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In 1902, Sadakichi Hartmann, an American poet and critic of German and Japanese descent, dreamed of transporting New York audiences to Japan via scent and sound in a concert he called “A Trip to Japan in 16 Minutes.”
He failed miserably. The concert was performed only once, at a burlesque and musical comedy venue accustomed to bawdier, not quite as intellectual fare, and Hartmann was summarily booed off the stage by an angry crowd before the trip reached its conclusion in Japan. That exit left Hartmann’s auditory and olfactive work a strange, sort-of-sad footnote in a life full of strange, sort-of-sad episodes that ultimately wound through Hollywood and into Banning, Calif., a desiccated town on the outskirts of Los Angeles and Palm Springs where Hartmann spent his old age in a shack.
A century after Hartmann’s doomed concert, Saskia Wilson-Brown, founder of The Institute for Art and Olfaction, was buying books on scent at Cliff’s Books, a now-defunct bookstore in Pasadena, Calif. While ringing her up, the sales clerk at Cliff’s suggested she check out Hartmann, an unknown name to Wilson-Brown, and directed her to writer Bill Nelson, who led her to an archive of Hartmann’s papers at University of California, Riverside. Wilson-Brown also learned about Hartmann from Christina Bradstreet, a historian in London who responded to a Twitter post by Wilson-Brown asking for information about the esoteric figure.
“This is really a story of kismet,” exclaimed Wilson-Brown.
The next move was less kismet and more considered. Enthralled with the possibility of reviving “A Trip to Japan in 16 Minutes,” Wilson-Brown presented the concept to the Hammer Museum at UCLA, which wholeheartedly embraced it and provided a venue for “A Trip to Japan in 16 Minutes, Revisited” to run Jan. 9 to 12. She then went about assembling a team of roughly 13 people, including perfumer Sherri Sebastian, sound designer Bennett Barbakow, Foley artist Julia Owen and art installation specialists Kamil Beski and Eric Vrymoed, to put on the production.
Sebastian didn’t take a lot of convincing to sign on. “I’m not just a professional perfumer who says let’s do what the brief reads. I always try to evoke a feeling, so this is so in line with my philosophy as a perfumer,” she said. “This idea of a dream that someone had that wasn’t fulfilled, I was able to connect with that on an emotional level. The chance to be part of a movement and a project that would somehow be part of his [Hartmann’s] dream and bring that to fruition touched me.”
Like the original, “A Trip to Japan in 16 Minutes, Revisited” is broken up into six different segments, but the narrative has been modernized for today’s audiences and takes them on a journey from Los Angeles to Tokyo on an airplane rather than from New York to Kyoto on a boat. Specifically, the concert starts with a segment focused on a SuperShuttle headed to LAX, then segues into a plane flight that culminates with an arrival at Narita Airport and a ride on the Tokyo subway, and ends with the cacophony of Tokyo, the relief of a calm hotel and an escape into dreams.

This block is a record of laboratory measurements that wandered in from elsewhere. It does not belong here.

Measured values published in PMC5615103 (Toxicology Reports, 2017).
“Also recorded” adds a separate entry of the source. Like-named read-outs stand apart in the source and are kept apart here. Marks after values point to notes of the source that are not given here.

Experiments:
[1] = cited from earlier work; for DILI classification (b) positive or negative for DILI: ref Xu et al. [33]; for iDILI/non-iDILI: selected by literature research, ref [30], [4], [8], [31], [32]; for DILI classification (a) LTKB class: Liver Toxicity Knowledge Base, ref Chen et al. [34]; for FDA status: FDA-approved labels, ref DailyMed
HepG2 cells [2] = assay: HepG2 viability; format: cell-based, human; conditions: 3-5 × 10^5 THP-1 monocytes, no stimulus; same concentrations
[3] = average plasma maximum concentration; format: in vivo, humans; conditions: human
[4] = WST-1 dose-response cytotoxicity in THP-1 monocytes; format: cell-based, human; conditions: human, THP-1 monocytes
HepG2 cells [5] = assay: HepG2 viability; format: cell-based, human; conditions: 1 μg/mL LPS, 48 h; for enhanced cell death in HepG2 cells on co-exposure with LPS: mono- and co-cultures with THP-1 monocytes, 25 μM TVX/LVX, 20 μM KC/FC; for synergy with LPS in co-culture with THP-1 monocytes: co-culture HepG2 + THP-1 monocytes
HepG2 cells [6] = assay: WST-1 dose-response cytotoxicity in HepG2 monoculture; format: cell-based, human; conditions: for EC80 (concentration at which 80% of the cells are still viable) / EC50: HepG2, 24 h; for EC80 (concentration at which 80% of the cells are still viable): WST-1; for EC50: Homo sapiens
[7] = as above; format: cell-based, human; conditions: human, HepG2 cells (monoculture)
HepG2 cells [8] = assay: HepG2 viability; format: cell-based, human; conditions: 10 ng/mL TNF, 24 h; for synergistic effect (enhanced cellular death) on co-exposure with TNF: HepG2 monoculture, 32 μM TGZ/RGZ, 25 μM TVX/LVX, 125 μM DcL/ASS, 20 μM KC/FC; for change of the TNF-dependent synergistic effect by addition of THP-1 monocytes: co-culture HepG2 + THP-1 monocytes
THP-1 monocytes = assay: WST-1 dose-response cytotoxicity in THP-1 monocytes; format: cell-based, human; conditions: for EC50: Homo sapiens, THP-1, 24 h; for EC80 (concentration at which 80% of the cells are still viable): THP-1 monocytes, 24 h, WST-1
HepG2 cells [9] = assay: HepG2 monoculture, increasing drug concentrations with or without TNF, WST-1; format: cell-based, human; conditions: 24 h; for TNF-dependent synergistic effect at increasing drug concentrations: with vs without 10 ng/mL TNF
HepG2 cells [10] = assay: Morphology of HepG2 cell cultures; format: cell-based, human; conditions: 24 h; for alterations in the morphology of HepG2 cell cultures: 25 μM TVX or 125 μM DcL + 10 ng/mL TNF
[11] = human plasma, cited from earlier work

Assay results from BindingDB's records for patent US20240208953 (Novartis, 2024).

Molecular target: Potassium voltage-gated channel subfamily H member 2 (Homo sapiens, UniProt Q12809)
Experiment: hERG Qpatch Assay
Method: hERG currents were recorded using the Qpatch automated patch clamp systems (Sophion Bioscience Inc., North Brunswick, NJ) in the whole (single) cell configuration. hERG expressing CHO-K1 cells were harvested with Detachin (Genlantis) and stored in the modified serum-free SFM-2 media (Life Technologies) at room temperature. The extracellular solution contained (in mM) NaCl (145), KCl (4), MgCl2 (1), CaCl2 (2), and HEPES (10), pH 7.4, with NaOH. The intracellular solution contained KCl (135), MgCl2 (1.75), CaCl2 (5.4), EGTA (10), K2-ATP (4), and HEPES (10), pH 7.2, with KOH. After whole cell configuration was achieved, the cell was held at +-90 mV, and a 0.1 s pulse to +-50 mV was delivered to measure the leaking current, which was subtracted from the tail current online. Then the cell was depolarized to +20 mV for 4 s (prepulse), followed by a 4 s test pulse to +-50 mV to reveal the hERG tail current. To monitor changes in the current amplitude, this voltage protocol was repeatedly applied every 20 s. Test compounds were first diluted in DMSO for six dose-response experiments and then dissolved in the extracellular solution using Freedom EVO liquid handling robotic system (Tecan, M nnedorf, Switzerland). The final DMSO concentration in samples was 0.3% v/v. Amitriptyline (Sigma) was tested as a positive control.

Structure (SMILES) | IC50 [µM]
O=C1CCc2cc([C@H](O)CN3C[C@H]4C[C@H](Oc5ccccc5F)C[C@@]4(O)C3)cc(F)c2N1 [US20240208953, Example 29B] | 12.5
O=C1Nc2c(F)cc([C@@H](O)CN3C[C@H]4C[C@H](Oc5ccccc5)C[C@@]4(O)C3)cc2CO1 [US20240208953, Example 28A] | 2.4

The audience is blindfolded for the concert and is guided through the trip to Japan solely by scents and sounds. Each segment has its own scents and sounds. Some of the sounds are intended to offer clues about the steps along the journey. Wilson-Brown pointed out, for example, that a song playing on the radio signals to the audience that it’s driving on the SuperShuttle to LAX. Other sounds are abstract, particularly during the final dream sequence.
Two of the six scents Sebastian concocted are rooted in Hartmann’s earlier concert. The remaining scents are completely unique to the revival. He used rose to indicate embarking on the boat ride, and Sebastian incorporated that into the first scent along with creamy notes representing an ice cream truck going by, a familiar sight in L.A. The scent for the arrival in Tokyo contains orange, another reference to Hartmann. Overall, Sebastian explained, the scents aren’t as straightforward as Hartmann’s ones were. “What we did is re-create them with modern ingredients and contemporary style. It is a lot more complex,” she said.
The greatest feat of “A Trip to Japan in 16 Minutes, Revisited” is perhaps the scent dissemination machine. Built by Beski and Vrymoed, Wilson-Brown likened it to a giant, metallic Venus flytrap. It stands about 20 feet tall. “If you were to look at it, you wouldn’t know what to make of it. There are these tubes, and inside these tubes there is an atomizer. Pressure projects the scent over the room with 40 seats,” she said. “It is a very, very large and very strange-looking perfume bottle, if that makes sense.”
Between the machine, the scents and the sounds, the experience of “A Trip to Japan in 16 Minutes, Revisited” can be disorienting. Wilson-Brown suggested the intention is to demonstrate the power of scents beyond beauty counters. “Scents can be used not just to smell pretty, but they can be used in a way that is more subversive and challenging,” she said. Wilson-Brown hopes to reprise “Revisited” again soon — it’s portable and, at less than $5,000 all told, the costs are low — and envisions taking it to Japan to reverse its course, making Los Angeles the destination.
Would Hartmann appreciate the resuscitation and reinvention of his failed work? “He was a very egotistical, self-aware man, so he might be extremely flattered,” said Wilson-Brown. “But he was always a very cantankerous guy. He wasn’t easy. He burned bridges. So, I guess he could have hated it. Our approach is a lot edgier than his. At one point, I was like, ‘He would love this,’ but, then, I thought maybe he’d hate it.”